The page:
OCaml for busy people
OCaml is an industrial strength, general purpose programming language with an emphasis on expressiveness and safety. It is a multi-paradigm language which unifies functional, imperative and object-oriented programming under an ML-like type system. OCaml was created 20 years ago at INIRIA. Check What is OCaml at ocaml.org.
OCaml syntax is said to be pragmatic, but often critisized as not being visually appealing enough with people pointing to Haskell or Standard ML as better alternatives in that regard. For many it feels like someone invented certain syntax constructs along the way as they were needed and without a cohesive plan.
OCaml does not support parallelism via multi-threading, i.e. there is no support for multi-core. For the concurrent, IO-bound code you can use various concurrency approaches such as coroutines, green threads or callbacks. In such case, multiple threads are not efficient in the relation to memory. Multiple threads are viable for CPU-bound and/or long-running code. OCaml (similar to Python) has a global interpreter lock, so multiprocessing is the only available solution.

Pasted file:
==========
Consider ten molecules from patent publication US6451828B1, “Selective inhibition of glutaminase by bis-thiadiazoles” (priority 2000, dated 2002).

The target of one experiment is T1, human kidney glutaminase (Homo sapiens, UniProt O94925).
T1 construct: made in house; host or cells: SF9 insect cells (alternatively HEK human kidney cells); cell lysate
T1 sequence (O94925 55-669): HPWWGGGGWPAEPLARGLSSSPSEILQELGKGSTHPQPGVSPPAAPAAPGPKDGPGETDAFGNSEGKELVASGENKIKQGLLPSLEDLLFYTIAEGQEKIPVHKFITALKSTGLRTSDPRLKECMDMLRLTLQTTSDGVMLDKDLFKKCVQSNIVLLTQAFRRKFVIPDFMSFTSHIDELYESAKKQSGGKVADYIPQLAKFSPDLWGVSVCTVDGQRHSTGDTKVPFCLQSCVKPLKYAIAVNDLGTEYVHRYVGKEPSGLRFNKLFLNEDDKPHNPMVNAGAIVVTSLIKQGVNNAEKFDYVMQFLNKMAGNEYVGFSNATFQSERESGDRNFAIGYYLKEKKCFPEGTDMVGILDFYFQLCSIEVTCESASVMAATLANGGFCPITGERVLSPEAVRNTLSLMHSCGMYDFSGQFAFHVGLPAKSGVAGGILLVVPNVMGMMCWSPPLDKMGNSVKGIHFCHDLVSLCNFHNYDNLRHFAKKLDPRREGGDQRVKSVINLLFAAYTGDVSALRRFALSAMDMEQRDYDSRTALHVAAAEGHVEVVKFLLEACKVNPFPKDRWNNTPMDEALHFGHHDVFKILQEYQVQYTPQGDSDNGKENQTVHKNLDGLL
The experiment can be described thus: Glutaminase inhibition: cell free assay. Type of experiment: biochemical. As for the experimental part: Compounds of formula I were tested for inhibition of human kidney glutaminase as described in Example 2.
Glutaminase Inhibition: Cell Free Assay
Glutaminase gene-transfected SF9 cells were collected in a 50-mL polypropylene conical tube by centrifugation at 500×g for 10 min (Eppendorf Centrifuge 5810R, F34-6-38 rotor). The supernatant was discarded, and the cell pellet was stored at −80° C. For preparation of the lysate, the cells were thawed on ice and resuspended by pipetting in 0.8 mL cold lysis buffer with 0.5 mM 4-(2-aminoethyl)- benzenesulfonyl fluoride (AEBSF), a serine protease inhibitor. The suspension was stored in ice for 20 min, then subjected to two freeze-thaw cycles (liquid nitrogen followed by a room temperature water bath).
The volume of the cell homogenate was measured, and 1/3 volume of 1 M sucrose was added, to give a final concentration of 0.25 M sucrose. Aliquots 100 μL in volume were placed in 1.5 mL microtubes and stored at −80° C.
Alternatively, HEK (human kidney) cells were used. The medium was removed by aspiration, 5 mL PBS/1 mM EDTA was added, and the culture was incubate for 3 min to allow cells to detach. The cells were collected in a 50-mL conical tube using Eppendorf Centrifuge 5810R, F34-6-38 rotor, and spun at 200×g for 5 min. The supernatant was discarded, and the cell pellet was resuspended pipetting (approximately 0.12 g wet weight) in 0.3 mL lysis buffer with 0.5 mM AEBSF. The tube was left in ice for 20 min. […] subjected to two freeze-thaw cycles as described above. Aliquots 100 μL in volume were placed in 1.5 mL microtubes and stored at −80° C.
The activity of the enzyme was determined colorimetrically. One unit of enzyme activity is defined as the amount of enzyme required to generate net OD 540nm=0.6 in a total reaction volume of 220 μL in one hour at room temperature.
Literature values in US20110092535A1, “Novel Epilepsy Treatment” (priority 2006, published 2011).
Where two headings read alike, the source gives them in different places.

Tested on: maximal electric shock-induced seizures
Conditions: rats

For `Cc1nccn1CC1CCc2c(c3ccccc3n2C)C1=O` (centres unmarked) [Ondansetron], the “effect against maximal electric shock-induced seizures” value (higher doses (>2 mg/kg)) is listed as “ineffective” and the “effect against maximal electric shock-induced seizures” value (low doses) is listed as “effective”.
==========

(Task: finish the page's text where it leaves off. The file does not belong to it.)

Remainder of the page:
For ad-hoc polymorphism, OCaml provides overloading, type classes and modular implicits. Overloading is usually not supposed to be used (OCaml have a polymorphic comparison operators).
Some basic types such as int16, float32, unicode are missing.
There is no JIT compiler in OCaml. Instead, it provides incompatible compilers that either batch compile to native code or interpret bytecode.
OCaml allows to write web applications.
There is no IDE for OCaml, getting autocompletion to work may be tricky and there's no integrated documentation.